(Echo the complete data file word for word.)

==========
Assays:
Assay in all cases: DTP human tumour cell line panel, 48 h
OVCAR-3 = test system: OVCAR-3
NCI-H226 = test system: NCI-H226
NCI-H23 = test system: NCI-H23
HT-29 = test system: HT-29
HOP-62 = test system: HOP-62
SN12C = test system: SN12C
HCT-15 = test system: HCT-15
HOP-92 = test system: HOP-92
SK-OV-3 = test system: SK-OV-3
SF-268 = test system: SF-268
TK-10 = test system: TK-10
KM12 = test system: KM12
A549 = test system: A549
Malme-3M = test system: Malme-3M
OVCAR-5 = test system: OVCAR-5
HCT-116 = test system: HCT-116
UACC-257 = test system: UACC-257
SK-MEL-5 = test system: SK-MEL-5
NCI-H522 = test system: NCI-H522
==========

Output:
Assays:
Assay in all cases: DTP human tumour cell line panel, 48 h
OVCAR-3 = test system: OVCAR-3
NCI-H226 = test system: NCI-H226
NCI-H23 = test system: NCI-H23
HT-29 = test system: HT-29
HOP-62 = test system: HOP-62
SN12C = test system: SN12C
HCT-15 = test system: HCT-15
HOP-92 = test system: HOP-92
SK-OV-3 = test system: SK-OV-3
SF-268 = test system: SF-268
TK-10 = test system: TK-10
KM12 = test system: KM12
A549 = test system: A549
Malme-3M = test system: Malme-3M
OVCAR-5 = test system: OVCAR-5
HCT-116 = test system: HCT-116
UACC-257 = test system: UACC-257
SK-MEL-5 = test system: SK-MEL-5
NCI-H522 = test system: NCI-H522